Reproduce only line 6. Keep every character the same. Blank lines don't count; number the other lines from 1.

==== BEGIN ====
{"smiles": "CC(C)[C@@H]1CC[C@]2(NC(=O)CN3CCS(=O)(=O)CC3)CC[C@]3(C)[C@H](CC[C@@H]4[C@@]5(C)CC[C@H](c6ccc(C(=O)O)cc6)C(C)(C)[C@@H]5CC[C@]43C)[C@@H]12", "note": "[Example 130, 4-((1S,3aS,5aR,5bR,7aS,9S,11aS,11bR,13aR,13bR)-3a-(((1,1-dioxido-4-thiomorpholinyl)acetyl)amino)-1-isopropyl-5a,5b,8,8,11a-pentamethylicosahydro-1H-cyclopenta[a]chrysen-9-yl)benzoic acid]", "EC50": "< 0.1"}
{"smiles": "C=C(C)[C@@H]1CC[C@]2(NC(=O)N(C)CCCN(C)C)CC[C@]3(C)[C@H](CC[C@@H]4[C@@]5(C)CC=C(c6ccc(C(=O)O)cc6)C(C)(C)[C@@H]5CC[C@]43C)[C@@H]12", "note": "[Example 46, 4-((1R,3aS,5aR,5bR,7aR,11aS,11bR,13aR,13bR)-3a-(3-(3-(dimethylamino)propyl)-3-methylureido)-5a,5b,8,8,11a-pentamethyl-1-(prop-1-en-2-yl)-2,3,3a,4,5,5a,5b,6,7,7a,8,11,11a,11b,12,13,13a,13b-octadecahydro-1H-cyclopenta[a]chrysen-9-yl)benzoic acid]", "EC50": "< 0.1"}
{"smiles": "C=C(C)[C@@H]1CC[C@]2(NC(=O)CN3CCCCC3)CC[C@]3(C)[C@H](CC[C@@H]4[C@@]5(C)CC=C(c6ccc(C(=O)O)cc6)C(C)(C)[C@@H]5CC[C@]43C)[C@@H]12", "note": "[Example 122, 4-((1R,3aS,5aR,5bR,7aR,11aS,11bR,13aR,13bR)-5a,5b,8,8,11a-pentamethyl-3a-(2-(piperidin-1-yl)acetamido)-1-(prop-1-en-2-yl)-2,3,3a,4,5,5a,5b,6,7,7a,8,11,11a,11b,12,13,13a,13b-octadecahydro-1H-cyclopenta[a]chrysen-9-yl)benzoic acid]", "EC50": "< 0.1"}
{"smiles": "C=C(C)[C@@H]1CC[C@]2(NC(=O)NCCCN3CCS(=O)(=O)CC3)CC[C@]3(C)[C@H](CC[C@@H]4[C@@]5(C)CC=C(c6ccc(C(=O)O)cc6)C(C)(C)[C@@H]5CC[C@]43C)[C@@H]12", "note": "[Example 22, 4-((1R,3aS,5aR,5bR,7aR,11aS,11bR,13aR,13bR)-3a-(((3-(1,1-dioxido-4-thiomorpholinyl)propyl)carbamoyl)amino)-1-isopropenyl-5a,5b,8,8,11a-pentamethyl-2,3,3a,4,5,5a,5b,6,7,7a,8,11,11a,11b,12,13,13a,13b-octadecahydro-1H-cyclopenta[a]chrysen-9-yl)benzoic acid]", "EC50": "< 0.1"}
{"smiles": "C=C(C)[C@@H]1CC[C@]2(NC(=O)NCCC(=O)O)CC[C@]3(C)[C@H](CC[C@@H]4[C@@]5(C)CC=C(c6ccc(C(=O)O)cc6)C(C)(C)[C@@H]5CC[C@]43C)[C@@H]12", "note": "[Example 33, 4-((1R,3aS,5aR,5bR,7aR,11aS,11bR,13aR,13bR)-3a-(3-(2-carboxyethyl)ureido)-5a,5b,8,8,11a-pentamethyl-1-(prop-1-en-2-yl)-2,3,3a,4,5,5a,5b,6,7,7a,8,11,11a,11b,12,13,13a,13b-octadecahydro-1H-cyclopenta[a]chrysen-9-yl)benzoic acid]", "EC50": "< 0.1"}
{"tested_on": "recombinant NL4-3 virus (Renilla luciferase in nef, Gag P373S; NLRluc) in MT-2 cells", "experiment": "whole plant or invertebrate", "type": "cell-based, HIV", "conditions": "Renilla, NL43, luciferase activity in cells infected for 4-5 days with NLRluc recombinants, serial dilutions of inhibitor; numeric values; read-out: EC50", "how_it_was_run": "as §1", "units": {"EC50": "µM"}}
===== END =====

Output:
{"tested_on": "recombinant NL4-3 virus (Renilla luciferase in nef, Gag P373S; NLRluc) in MT-2 cells", "experiment": "whole plant or invertebrate", "type": "cell-based, HIV", "conditions": "Renilla, NL43, luciferase activity in cells infected for 4-5 days with NLRluc recombinants, serial dilutions of inhibitor; numeric values; read-out: EC50", "how_it_was_run": "as §1", "units": {"EC50": "µM"}}